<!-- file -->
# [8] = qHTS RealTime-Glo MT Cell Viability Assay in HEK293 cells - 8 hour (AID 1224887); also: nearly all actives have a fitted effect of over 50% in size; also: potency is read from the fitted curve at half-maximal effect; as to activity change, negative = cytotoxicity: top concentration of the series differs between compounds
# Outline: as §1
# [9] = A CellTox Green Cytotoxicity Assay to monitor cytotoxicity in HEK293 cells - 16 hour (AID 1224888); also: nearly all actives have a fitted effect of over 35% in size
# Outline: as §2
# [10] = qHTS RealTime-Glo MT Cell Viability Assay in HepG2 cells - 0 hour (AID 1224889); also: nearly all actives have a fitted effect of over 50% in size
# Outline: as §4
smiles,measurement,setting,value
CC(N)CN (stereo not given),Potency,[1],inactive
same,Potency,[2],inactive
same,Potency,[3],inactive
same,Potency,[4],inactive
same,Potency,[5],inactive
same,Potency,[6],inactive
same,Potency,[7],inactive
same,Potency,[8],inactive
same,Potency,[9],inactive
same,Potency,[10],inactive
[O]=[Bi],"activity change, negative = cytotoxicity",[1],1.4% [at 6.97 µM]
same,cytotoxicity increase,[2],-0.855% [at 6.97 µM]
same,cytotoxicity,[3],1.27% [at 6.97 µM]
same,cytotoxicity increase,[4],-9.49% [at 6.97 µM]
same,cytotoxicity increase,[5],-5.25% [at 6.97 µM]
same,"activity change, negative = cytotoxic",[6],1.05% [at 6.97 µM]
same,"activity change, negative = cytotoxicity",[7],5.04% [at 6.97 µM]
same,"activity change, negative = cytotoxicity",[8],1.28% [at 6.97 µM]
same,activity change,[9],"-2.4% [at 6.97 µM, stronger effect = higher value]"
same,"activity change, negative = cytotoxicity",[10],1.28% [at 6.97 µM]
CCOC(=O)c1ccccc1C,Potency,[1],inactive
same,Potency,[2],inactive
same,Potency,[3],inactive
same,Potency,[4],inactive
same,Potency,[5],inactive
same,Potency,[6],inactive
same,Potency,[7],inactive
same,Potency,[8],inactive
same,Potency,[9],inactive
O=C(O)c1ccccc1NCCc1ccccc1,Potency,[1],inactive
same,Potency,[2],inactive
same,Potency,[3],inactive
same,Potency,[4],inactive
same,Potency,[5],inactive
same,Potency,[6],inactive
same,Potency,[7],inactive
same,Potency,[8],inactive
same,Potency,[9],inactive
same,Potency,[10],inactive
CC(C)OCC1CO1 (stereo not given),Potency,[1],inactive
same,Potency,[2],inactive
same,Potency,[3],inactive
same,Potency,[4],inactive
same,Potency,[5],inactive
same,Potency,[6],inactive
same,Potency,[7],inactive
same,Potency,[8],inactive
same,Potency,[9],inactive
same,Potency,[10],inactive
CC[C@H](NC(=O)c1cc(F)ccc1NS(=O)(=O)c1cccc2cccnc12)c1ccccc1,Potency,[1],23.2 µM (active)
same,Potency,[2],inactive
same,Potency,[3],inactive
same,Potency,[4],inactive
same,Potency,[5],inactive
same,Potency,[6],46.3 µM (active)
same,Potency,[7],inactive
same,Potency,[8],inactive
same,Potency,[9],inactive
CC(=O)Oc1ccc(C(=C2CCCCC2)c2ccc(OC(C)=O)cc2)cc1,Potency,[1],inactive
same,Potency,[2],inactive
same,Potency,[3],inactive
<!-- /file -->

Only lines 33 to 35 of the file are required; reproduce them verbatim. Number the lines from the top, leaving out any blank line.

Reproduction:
same,Potency,[6],inactive
same,Potency,[7],inactive
same,Potency,[8],inactive